Nevada’s reputation for innovation is growing across the country.
Just two years ago, my company — SolarCity — was looking for places to grow our business, and in particular a state that could support our growing technical, IT and construction needs. After a yearlong search, we settled on Nevada. For the entire solar industry, it has been a match made in heaven, bringing nearly 6,000 good-paying jobs to the state, driving $569 million in investments to Nevada in 2014, and joining gaming and mining as industries where Nevada has an advantage over much of the nation. Nevada’s solar industry grew by 146 percent in 2014, making Nevada the top solar jobs state per capita in the country. Solar is growing all across the country, but other states can only wish they had Nevada’s level of success.
But as change and innovation become a stronger part of the state’s identity, there’s only one catch: the beneficiaries of the old status quo are fighting with all their might to keep change from happening. In this case, it is the utility companies who have benefited for decades from a monopoly on electricity. And a monopoly is the largest subsidy a business can have.
Nevada Energy submitted a proposal to the state’s Public Utilities Commission that would entirely undermine the economics of the only competition it has ever faced, the solar industry. Its proposal includes new charges and fees that would discriminate against solar customers. By NV Energy’s own math, their proposal would increase solar customers’ utility bills by around 40 percent. These proposals would hurt Nevada ratepayers, who have done their part to reduce their energy use by installing solar.
This is the opposite of innovation, and it hurts the public. As many Nevada families struggle just to get by, their choice to go solar and take control of their utility bills is a matter of critical family economics. Nevadans’ 15,000 rooftop solar systems contribute energy to the state’s electricity grid and provide savings to NV Energy by reducing the amount of energy the utility needs to purchase or produce, and the grid infrastructure needed to transmit that energy. In 2014, a study commissioned by the Public Utilities Commission itself found that net metering benefits nonsolar customers from $36 million to more than $160 million over the life of the systems examined by the study. That’s real money, and the utility isn’t necessarily entitled to it if its customers choose to use less utility power, and buy more from somewhere else.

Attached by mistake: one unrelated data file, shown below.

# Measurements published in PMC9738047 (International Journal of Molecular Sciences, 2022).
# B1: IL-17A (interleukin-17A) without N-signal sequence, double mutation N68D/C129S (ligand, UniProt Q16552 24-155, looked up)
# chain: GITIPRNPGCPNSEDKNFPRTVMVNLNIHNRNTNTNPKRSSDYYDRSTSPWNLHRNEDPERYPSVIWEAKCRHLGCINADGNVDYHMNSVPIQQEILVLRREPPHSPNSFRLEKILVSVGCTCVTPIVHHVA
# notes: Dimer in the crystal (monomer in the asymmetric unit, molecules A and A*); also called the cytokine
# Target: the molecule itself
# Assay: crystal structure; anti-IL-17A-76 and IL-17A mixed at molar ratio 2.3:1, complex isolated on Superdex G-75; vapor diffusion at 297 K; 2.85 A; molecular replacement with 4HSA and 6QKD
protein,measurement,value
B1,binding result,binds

My plea to the Public Utilities Commission is simple: do not allow an entrenched interest to dictate the business of its largest competitor. If you would not allow a horse-and-buggy company to set the pricing for the Model T, do not accept a proposal from NV Energy that would prevent customers from choosing a less expensive, cleaner and better alternative.
In celebrating the growth of Nevada’s solar industry, Gov. Brian Sandoval praised the industry for making Nevada “a leader in new technology and innovation.” And it’s clear from the solar industry’s rapid growth in Nevada that, when given a choice, Nevadans will overwhelmingly choose innovation.
In Nevada, conditions are perfect for solar. Nevada has a tremendous natural solar resource, a talented workforce and strong solar policies in place. The only thing that could block our progress is a monopoly’s efforts to restrict its competitor’s growth.
If Nevada truly wants to continue to attract and retain the jobs and industries of the 21st century, our state must allow these industries the freedom to succeed.
— Lyndon Rive is CEO of SolarCity.